Welcome to the Essential Light Photography Blog By Jim Sabiston

Sunday, January 30, 2011

Just passing through...

Man alive, where did the time go!?! It seems the the Holiday Season hit like a frieght train and left us swirling and bouncing in its passing wake. So much to do packed into so little time. I figured I better get a post up before the whole month of January blew by. Looks like I will just make it.

Aside from the mad rush of the Holidays, we get mixed in the additional logistics of my son Paull's graduation from college, picking up his sister to bring her home, setting up the Holiday display at the BJ Spoke Gallery, etc., etc. As the end of January sneaks up on me, we've had the reception at the C2 Gallery in Patchogue, as I was awarded one of the eleven artist slots for the Annual Artist Invitational. It was one of the best show receptions I've had the pleasure of attending. Some serious talent was present and on display. Planning is well under way for the grand opening of the new, expanded Gallery in March. I will be one of three artists, all photographers, whose work will be presented. It should be an interesting presentation of the various possibilities within the photographic medium. Meanwhile, today we hung eighteen prints in the new gallery space in the Bay Shore/Brightwaters public Library. People were lining up to look over the work even as we were hanging it. The reception has already been a good one!

One of January's highlights for me was the rare opportunity to see original prints of Alfred Stiegletz's photography. Thirty-nine original prints of his work centering on the city of New York were on display at the South Street Seaport Museum. I will post a more detailed report later, but it was an inspiring and educational day. I have been studying Stiegletz's work for some time now, and to see the original work itself was a revelation. My favorite gift was from my ever encouraging wife, Nancy, who bought me a copy of 'The Key Set', the massive tome of Stiegletz's work. This will keep me busy for a long time to come, as the depth of the research is outstanding.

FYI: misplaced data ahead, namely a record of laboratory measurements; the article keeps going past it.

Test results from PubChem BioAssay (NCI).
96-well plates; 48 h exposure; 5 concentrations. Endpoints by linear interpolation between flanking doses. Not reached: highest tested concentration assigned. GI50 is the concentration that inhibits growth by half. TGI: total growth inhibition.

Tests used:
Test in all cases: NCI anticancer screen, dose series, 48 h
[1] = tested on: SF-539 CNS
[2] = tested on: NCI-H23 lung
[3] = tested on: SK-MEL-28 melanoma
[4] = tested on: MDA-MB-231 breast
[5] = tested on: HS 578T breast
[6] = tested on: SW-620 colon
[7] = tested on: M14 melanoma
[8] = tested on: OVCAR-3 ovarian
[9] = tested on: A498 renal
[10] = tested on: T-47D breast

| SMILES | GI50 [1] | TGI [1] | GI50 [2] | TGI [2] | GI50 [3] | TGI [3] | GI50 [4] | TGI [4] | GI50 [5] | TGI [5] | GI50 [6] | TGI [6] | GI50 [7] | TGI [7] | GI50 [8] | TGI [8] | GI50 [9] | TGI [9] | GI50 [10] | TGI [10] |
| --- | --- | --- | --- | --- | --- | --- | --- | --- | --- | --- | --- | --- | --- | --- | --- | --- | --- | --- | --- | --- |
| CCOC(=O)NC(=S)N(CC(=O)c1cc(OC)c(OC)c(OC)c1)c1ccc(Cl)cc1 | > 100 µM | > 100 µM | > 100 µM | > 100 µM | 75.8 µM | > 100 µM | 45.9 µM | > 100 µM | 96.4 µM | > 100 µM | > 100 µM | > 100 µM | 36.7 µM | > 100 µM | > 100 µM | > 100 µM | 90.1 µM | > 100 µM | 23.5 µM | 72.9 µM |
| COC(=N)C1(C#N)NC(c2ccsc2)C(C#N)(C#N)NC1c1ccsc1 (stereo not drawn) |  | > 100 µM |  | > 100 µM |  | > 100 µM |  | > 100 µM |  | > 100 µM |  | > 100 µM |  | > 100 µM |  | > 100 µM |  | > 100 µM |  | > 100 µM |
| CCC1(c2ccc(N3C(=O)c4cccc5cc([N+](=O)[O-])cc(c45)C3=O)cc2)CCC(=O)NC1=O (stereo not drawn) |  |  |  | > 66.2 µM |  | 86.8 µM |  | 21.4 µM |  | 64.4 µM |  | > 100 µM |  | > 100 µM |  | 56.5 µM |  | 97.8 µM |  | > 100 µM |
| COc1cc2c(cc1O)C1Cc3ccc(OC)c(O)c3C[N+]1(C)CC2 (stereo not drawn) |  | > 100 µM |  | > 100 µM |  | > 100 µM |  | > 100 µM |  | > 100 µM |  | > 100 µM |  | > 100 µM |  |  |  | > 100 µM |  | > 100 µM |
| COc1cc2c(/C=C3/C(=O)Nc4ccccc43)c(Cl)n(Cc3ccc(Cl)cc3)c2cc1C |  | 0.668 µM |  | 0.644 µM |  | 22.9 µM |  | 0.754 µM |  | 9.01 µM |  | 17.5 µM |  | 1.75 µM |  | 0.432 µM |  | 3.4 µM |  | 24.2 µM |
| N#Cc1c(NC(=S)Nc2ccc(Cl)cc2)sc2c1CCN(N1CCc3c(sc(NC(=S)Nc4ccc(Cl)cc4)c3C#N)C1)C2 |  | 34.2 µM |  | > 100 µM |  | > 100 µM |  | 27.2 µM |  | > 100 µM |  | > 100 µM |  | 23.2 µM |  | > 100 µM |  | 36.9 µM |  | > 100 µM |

My research into Stiegletz's techniques have been having an influence on my work for many months now. He was one of the first and foremost proponents of photography as an art form and not a mere recording medium. This shows deeply in his work. I have been trying to sort out how to capture some of the feel of his work, as the technology is so much different today - as should be expected of course. This relates in large part to my earlier post regarding the 'impressionistic' quality inherent in images when the resolution is reduced. Of course, the process of acheiving an properly artistic image is far more complex than just reducing the resolution of the image. That is just one part of a many layered process to acheive what the photographer has in mind. I only recently acheived something of what I was trying for in this learning process.

The camera used was my trusty and heavily used Canon G9, set to RAW image capture. The moment, a snowy morning walking to work in New York City. The place, Herald Square. As usual, I was scanning for interesting light, form and contrast as I walked to work. I had taken a few shots, testing the light, when I noticed it, the line of small round bistro style tables so common on Broadway now. A row had been pushed aside to allow pedestrians a clear walking path and the light snow had settled on their smooth, round tops, making a natural broken line pulling your eye towards the backdrop of the Square, and farther along past the iron fencing and arched gate, Broadway fading in the distance. The final element needed were the pedestrians, so I waited a bit watching and prepared for the right moment.
(click on image to enlarge)
Here was the modern vision of Stiegletz's New York as seen in his early work, just at the turn end of the nineteenth century and the beginning of the twentieth. Taken at street level, capturing in the every day moments of the city and in doing so, capturing something of the life and spirit of the great city.